Meadows are formed as a result of traditional human activities such as grazing and mowing. They enrich the landscape and host a vast diversity of species.
Wooded meadows are sparsely wooded natural stands with regularly mowed herb layer. They are one of the most unique types of Estonian plant communities and you can often find numerous species of rare Northern orchids in them.
Coastal meadows are famous as habitats of several threatened species such as the natterjack toad, dunlin and black-tailed godwit. They are also very important for migrating birds.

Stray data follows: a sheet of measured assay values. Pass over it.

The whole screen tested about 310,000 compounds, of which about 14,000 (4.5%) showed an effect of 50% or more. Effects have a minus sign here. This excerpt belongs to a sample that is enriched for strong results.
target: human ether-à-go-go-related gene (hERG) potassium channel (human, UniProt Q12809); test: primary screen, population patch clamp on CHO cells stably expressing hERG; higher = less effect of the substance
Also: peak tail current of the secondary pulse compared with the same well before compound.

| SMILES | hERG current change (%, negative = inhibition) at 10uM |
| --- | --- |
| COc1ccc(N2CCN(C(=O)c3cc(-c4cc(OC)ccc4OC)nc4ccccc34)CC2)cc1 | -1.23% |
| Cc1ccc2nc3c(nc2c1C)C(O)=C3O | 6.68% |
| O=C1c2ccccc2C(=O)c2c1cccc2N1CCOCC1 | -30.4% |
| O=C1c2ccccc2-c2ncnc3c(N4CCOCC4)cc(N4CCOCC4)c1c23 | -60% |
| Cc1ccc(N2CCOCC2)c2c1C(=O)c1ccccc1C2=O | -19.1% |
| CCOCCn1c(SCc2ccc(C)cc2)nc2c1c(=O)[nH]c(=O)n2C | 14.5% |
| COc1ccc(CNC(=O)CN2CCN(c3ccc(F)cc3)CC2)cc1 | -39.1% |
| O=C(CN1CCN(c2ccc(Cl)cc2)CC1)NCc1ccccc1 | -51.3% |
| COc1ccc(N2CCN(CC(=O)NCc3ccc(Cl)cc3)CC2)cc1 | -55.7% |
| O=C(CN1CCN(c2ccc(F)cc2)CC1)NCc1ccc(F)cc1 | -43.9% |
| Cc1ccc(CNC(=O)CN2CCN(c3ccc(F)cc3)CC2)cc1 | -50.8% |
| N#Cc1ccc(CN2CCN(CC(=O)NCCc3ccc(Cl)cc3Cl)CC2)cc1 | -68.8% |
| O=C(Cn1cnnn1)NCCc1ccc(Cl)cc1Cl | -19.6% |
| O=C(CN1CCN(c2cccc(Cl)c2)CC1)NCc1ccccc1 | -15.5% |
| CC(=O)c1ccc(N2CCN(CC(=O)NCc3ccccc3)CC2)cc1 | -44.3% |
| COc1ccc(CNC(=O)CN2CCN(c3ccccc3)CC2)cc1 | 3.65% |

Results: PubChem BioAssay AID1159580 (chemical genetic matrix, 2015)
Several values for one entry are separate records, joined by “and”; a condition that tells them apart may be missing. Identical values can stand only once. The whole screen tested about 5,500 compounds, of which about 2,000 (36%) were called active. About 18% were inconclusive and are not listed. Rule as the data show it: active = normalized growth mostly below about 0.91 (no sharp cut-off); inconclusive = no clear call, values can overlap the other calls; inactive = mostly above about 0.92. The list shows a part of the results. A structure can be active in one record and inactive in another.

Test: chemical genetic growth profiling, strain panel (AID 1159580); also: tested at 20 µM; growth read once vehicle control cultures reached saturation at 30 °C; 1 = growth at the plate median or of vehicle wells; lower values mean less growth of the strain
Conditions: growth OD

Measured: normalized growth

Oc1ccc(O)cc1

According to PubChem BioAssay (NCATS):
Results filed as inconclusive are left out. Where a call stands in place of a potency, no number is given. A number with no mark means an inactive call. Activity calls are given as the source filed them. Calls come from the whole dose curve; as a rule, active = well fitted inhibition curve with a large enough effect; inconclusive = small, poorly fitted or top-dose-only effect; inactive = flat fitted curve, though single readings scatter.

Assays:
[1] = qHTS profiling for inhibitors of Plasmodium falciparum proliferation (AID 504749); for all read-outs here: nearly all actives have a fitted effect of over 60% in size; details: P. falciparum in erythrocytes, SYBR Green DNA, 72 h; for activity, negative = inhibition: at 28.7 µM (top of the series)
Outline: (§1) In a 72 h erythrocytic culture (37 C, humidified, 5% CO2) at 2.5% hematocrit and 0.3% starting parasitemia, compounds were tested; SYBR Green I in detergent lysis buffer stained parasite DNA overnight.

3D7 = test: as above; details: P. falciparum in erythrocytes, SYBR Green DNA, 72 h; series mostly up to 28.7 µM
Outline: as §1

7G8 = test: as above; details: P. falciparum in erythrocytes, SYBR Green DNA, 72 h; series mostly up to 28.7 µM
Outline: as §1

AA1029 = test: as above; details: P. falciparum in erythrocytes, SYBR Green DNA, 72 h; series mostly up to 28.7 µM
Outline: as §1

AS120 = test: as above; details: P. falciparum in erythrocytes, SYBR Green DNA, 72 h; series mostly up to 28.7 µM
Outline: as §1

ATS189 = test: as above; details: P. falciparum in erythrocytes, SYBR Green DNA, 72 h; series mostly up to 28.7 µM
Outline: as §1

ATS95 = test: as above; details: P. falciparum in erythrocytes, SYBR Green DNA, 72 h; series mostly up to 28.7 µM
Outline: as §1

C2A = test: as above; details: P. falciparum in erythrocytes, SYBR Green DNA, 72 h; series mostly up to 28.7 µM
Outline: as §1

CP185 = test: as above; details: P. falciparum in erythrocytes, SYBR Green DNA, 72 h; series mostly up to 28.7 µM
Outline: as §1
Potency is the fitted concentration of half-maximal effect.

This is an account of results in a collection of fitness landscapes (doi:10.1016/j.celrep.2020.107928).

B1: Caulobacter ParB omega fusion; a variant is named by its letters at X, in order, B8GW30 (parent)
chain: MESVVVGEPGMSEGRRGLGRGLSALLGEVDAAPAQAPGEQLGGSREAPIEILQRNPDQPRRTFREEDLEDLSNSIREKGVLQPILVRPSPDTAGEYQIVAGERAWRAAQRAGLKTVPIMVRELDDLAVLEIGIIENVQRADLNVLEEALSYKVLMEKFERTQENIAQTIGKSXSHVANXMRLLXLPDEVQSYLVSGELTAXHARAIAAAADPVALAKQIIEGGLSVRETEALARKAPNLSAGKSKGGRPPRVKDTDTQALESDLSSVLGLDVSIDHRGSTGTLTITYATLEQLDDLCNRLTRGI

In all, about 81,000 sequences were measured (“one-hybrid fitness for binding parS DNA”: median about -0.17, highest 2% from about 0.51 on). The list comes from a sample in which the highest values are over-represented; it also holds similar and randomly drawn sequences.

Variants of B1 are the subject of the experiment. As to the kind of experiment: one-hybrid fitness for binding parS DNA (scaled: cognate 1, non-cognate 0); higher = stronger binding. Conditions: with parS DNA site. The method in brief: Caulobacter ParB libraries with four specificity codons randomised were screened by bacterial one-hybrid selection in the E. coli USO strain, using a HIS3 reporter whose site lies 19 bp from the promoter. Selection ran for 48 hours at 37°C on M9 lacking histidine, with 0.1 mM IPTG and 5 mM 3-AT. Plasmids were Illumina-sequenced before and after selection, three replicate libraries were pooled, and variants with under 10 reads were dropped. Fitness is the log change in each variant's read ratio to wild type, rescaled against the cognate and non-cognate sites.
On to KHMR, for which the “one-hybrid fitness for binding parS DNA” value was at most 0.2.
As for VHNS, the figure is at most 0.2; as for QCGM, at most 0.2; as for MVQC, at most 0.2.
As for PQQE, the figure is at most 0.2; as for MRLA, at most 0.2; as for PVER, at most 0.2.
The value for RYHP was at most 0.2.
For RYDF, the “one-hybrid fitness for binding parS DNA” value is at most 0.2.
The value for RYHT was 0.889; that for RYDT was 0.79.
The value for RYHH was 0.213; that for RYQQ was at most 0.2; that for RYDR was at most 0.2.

Flooded meadows provide good nesting sites for corncrake and great snipe.
The meadow communities in coastal areas of West and North Estonia where limestone outcrops almost reach the ground and soil is very shallow are called alvars by botanists. Traditionally alvars have been used for grazing sheep. You can find alvars only in Estonia and Sweden, just few also in Russia.